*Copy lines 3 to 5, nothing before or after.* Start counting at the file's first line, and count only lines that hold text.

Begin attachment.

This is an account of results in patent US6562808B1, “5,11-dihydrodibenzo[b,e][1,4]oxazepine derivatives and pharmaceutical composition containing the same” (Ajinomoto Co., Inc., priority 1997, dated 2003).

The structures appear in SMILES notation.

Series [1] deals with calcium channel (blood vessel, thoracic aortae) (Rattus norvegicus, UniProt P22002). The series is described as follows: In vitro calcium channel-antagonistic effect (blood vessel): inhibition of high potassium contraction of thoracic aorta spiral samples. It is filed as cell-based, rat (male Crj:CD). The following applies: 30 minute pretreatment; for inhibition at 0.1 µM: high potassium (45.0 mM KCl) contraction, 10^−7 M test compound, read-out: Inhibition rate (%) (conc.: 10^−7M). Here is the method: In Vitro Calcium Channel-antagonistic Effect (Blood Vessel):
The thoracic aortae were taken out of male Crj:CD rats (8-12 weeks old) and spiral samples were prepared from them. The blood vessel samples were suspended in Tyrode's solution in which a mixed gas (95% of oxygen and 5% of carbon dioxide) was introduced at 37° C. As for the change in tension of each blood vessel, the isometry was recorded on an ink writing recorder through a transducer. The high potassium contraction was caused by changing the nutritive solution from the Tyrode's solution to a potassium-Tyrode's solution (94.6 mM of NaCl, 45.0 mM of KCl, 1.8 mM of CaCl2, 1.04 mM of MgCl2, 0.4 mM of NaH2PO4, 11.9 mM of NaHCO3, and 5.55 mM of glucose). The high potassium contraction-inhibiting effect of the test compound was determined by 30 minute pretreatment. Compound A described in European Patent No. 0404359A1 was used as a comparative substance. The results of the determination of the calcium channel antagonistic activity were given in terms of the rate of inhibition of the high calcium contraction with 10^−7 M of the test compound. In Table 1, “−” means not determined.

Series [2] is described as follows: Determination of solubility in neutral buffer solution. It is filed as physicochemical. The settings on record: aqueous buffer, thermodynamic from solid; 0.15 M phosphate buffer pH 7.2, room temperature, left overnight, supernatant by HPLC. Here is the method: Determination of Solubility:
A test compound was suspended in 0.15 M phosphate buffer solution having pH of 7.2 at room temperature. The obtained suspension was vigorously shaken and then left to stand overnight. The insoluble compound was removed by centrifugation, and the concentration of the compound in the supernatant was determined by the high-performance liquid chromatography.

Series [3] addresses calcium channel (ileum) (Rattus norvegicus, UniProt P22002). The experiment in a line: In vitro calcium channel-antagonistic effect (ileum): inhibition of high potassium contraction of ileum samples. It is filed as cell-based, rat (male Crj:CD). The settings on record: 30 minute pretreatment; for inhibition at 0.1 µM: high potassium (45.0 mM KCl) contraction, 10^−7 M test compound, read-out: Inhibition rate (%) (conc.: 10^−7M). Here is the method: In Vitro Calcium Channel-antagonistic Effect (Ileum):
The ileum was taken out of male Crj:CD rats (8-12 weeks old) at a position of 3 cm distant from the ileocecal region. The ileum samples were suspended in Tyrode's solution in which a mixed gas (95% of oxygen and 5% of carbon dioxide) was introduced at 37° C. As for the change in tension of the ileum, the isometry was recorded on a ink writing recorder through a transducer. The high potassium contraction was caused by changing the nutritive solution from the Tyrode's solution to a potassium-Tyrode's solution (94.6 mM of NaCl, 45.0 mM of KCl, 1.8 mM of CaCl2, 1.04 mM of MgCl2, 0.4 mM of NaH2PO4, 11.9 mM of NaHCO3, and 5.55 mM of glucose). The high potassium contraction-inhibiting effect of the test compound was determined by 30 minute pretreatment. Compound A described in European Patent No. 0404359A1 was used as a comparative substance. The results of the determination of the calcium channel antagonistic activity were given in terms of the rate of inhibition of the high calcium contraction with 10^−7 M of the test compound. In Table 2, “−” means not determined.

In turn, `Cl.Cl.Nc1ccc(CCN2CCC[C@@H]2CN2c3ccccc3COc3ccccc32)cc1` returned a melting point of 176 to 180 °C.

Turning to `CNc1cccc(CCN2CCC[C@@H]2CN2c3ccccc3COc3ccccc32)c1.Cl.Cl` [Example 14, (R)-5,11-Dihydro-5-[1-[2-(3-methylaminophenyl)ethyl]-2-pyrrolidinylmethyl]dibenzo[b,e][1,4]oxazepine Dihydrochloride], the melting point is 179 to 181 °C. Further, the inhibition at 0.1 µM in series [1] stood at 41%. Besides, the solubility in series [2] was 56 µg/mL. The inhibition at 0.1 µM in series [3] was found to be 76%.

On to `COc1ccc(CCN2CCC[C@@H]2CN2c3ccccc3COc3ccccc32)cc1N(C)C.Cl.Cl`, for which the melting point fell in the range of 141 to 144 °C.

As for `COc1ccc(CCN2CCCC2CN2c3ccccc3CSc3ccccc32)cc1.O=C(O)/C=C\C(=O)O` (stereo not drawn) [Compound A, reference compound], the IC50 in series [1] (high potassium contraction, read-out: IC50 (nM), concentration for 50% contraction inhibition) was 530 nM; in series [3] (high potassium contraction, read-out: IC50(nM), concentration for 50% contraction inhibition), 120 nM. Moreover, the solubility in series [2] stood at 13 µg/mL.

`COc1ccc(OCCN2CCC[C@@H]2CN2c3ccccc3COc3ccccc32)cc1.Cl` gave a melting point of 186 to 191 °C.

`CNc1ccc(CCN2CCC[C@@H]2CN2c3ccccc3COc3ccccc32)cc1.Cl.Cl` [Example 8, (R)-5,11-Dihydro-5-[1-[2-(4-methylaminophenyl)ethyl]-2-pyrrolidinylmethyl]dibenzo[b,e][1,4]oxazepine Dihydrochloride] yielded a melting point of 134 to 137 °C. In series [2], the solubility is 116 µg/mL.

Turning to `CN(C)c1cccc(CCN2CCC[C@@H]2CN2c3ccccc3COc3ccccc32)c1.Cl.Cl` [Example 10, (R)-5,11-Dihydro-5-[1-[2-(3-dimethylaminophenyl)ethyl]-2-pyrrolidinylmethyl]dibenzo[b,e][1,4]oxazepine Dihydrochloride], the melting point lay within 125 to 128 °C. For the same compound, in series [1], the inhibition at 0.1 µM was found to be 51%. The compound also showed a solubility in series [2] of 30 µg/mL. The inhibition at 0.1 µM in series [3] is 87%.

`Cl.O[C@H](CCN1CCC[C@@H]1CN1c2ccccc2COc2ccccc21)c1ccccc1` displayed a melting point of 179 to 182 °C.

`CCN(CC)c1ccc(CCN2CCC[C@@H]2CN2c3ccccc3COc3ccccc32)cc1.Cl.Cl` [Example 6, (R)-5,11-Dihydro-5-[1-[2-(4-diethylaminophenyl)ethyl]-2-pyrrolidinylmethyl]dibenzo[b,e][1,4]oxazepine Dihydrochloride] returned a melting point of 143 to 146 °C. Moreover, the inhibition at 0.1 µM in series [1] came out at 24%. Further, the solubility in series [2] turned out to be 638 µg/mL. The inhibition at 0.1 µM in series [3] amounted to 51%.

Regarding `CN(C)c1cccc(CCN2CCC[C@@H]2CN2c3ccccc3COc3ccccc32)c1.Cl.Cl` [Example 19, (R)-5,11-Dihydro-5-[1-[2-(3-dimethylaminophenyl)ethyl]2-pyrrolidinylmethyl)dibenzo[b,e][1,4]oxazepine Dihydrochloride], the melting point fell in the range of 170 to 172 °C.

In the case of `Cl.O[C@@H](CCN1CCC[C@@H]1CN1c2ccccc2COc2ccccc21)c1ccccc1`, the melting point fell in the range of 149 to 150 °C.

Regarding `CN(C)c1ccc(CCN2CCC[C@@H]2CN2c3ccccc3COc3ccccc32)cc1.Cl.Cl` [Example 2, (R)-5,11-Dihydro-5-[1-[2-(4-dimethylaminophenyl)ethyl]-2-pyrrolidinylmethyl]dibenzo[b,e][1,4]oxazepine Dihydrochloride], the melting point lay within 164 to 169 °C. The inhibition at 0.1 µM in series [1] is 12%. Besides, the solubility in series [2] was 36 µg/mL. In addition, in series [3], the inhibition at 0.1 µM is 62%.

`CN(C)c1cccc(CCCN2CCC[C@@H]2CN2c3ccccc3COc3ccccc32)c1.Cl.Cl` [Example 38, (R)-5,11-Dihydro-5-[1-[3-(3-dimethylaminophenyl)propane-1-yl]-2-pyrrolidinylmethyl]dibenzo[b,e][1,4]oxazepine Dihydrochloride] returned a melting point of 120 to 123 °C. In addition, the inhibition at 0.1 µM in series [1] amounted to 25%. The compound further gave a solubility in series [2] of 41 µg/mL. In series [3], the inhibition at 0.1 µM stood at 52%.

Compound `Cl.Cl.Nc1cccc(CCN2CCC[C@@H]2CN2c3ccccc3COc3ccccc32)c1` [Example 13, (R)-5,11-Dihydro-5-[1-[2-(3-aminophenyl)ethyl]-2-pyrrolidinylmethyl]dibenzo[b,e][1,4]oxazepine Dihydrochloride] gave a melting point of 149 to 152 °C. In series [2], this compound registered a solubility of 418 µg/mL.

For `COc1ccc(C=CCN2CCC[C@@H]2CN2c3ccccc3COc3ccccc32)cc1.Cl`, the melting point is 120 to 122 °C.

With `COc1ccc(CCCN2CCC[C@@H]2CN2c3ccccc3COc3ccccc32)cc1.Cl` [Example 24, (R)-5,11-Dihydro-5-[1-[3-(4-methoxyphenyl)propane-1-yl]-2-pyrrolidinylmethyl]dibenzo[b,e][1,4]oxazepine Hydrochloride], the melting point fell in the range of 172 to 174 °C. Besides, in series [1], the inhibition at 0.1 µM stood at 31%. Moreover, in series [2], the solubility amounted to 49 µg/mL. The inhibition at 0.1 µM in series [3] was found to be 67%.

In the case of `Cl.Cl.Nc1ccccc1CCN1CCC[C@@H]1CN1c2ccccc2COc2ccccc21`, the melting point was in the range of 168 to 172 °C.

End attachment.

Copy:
Series [1] deals with calcium channel (blood vessel, thoracic aortae) (Rattus norvegicus, UniProt P22002). The series is described as follows: In vitro calcium channel-antagonistic effect (blood vessel): inhibition of high potassium contraction of thoracic aorta spiral samples. It is filed as cell-based, rat (male Crj:CD). The following applies: 30 minute pretreatment; for inhibition at 0.1 µM: high potassium (45.0 mM KCl) contraction, 10^−7 M test compound, read-out: Inhibition rate (%) (conc.: 10^−7M). Here is the method: In Vitro Calcium Channel-antagonistic Effect (Blood Vessel):
The thoracic aortae were taken out of male Crj:CD rats (8-12 weeks old) and spiral samples were prepared from them. The blood vessel samples were suspended in Tyrode's solution in which a mixed gas (95% of oxygen and 5% of carbon dioxide) was introduced at 37° C. As for the change in tension of each blood vessel, the isometry was recorded on an ink writing recorder through a transducer. The high potassium contraction was caused by changing the nutritive solution from the Tyrode's solution to a potassium-Tyrode's solution (94.6 mM of NaCl, 45.0 mM of KCl, 1.8 mM of CaCl2, 1.04 mM of MgCl2, 0.4 mM of NaH2PO4, 11.9 mM of NaHCO3, and 5.55 mM of glucose). The high potassium contraction-inhibiting effect of the test compound was determined by 30 minute pretreatment. Compound A described in European Patent No. 0404359A1 was used as a comparative substance. The results of the determination of the calcium channel antagonistic activity were given in terms of the rate of inhibition of the high calcium contraction with 10^−7 M of the test compound. In Table 1, “−” means not determined.

Series [2] is described as follows: Determination of solubility in neutral buffer solution. It is filed as physicochemical. The settings on record: aqueous buffer, thermodynamic from solid; 0.15 M phosphate buffer pH 7.2, room temperature, left overnight, supernatant by HPLC. Here is the method: Determination of Solubility: